Peru's Supreme Court halved the pre-trial detention of Keiko Fujimori, paving the way for the opposition leader to leave jail in April of next year. Fujimori, 44, was ordered held for 36 months last October in a corruption case linked to Brazilian construction giant Odebrecht.
Fujimori, who is detained at a women's prison south of the capital Lima, had petitioned the court for an immediate release, and her lawyer said she would appeal the Supreme Court ruling to the Constitutional Court.
We are going to exhaust all avenues, Guilliana Loza told reporters.
The eldest daughter of disgraced former president Alberto Fujimori, Keiko Fujimori is accused of accepting US$1.2 million in illicit party funding from Odebrecht for her 2011 presidential campaign.
Once Peru's most popular politician, the court decision theoretically gives her time to campaign for presidential elections slated for 2021.
However, President Martin Vizcarra has recently called for elections to be moved forward to April 2020 to overcome an institutional deadlock with an opposition-dominated Congress.
Though the debate over moving up the elections is still ongoing, polls have shown Fujimori's support dropping to just nine percent since the scandal.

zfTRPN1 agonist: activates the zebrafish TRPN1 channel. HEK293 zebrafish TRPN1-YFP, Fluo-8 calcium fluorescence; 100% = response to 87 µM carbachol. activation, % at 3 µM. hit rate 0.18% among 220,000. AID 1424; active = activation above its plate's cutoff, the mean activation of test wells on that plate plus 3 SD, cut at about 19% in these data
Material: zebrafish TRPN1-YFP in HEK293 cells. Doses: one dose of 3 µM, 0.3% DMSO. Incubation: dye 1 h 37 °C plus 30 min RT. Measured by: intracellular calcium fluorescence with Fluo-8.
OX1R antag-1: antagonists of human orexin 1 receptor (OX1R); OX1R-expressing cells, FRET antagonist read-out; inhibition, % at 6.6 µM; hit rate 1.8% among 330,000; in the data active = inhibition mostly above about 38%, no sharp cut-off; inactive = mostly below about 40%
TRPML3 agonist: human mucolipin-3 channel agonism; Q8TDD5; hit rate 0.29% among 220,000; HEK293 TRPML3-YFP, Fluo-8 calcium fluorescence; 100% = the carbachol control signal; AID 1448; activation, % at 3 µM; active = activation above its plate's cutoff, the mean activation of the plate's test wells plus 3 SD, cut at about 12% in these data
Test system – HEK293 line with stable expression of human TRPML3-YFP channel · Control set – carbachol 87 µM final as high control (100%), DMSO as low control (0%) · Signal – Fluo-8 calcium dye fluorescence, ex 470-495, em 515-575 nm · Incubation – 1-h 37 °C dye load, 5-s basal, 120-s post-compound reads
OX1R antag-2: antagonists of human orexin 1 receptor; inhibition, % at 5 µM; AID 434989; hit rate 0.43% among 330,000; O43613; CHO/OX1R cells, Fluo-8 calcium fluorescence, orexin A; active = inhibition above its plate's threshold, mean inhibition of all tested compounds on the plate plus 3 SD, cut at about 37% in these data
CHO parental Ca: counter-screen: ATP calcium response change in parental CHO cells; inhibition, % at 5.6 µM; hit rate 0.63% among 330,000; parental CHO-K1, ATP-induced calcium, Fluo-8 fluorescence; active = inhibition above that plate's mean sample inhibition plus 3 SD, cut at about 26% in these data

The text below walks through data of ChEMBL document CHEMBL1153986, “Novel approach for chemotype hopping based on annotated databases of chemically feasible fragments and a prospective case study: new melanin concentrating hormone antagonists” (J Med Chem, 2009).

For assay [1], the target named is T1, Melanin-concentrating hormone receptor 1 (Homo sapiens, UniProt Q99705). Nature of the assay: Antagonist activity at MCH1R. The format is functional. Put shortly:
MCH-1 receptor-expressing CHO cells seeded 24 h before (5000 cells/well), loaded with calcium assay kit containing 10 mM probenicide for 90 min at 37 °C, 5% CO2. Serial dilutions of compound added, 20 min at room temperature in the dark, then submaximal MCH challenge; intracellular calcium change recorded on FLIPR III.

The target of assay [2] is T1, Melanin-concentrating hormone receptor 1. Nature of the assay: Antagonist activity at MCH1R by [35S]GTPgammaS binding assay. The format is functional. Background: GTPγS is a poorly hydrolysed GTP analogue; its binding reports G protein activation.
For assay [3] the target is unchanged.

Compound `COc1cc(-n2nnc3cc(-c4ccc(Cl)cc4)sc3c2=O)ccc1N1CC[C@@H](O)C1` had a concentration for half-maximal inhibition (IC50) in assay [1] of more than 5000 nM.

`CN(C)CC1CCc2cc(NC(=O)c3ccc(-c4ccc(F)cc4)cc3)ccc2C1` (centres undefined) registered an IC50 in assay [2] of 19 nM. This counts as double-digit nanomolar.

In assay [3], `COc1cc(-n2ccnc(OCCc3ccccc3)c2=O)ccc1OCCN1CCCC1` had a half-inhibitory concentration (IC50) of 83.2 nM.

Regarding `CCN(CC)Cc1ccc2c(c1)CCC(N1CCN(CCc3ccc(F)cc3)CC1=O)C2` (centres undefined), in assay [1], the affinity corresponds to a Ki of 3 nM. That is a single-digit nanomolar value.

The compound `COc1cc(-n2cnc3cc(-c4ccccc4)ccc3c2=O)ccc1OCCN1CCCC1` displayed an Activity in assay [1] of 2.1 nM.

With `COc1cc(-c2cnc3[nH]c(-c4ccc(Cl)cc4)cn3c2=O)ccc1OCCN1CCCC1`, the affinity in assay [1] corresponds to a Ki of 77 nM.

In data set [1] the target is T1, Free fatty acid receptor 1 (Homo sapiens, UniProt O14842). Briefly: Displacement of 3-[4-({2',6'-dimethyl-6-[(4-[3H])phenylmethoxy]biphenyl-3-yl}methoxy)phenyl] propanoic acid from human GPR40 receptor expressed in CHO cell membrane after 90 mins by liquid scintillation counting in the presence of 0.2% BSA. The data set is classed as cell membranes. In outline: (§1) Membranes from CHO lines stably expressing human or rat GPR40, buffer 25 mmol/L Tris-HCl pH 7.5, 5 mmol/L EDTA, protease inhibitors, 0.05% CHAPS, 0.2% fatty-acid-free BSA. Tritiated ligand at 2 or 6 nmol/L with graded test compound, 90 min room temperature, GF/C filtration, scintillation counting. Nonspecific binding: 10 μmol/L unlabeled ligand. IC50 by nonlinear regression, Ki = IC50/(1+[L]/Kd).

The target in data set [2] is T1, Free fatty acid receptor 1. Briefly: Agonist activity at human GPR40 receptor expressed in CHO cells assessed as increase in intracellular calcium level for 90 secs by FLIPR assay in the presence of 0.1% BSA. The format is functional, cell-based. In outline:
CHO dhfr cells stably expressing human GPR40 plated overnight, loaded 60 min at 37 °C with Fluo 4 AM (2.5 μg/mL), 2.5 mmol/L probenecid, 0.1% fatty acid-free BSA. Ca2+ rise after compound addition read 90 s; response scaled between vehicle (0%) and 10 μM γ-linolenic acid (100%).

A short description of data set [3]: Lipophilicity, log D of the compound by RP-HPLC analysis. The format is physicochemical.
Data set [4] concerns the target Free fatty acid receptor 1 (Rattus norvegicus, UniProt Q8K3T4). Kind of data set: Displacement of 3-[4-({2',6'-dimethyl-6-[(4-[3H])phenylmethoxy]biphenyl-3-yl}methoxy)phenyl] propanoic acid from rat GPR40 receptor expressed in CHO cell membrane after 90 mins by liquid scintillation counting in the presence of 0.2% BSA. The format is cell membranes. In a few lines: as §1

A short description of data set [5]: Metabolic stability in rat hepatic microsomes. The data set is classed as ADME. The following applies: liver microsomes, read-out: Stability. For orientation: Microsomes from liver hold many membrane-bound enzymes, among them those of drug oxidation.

The hearing came five days after Fujimori suffered heart problems that forced her to undergo tests, according to her Popular Force party.
On Thursday, the Supreme Court also halved the sentences of two of her aides linked to the scandal, Jaime Yoshiyama and Pier Figari.
Prosecutors have accused a total of 11 people linked to Fujimori's party of running a criminal organization to raise money for her 2011 campaign.
Odebrecht has admitted paying at least US$29 million in bribes to Peruvian officials since 2004.
Three former presidents are being investigated over Odebrecht while a fourth, Alan Garcia, committed suicide in April after police arrived at his house to arrest him for money laundering.